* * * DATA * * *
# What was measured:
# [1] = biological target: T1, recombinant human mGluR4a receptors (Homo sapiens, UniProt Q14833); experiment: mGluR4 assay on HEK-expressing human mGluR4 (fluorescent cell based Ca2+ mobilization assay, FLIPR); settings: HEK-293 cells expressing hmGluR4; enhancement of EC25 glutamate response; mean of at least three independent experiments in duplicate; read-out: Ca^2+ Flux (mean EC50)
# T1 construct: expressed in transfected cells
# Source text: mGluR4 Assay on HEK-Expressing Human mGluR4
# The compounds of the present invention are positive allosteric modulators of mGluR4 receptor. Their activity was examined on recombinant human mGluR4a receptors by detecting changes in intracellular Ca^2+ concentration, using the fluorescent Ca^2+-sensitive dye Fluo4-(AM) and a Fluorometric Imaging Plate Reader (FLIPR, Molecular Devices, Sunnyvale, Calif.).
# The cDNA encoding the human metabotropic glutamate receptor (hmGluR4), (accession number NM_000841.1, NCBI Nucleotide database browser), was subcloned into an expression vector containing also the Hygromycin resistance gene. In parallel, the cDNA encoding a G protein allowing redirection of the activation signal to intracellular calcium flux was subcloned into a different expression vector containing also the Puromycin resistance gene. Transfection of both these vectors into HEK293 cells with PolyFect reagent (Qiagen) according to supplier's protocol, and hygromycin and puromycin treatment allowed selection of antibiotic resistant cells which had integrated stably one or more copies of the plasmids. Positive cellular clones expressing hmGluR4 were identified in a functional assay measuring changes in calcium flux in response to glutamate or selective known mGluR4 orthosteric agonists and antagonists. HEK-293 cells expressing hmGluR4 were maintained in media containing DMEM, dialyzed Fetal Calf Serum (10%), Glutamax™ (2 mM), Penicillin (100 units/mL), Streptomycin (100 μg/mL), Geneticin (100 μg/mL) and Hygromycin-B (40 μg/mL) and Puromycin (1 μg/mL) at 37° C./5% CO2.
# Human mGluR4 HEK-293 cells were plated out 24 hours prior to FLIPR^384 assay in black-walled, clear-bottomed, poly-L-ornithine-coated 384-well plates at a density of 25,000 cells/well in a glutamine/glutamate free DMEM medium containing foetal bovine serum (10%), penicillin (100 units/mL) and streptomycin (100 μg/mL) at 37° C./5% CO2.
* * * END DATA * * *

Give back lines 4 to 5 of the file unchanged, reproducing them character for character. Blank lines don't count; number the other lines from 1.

# Source text: mGluR4 Assay on HEK-Expressing Human mGluR4
# The compounds of the present invention are positive allosteric modulators of mGluR4 receptor. Their activity was examined on recombinant human mGluR4a receptors by detecting changes in intracellular Ca^2+ concentration, using the fluorescent Ca^2+-sensitive dye Fluo4-(AM) and a Fluorometric Imaging Plate Reader (FLIPR, Molecular Devices, Sunnyvale, Calif.).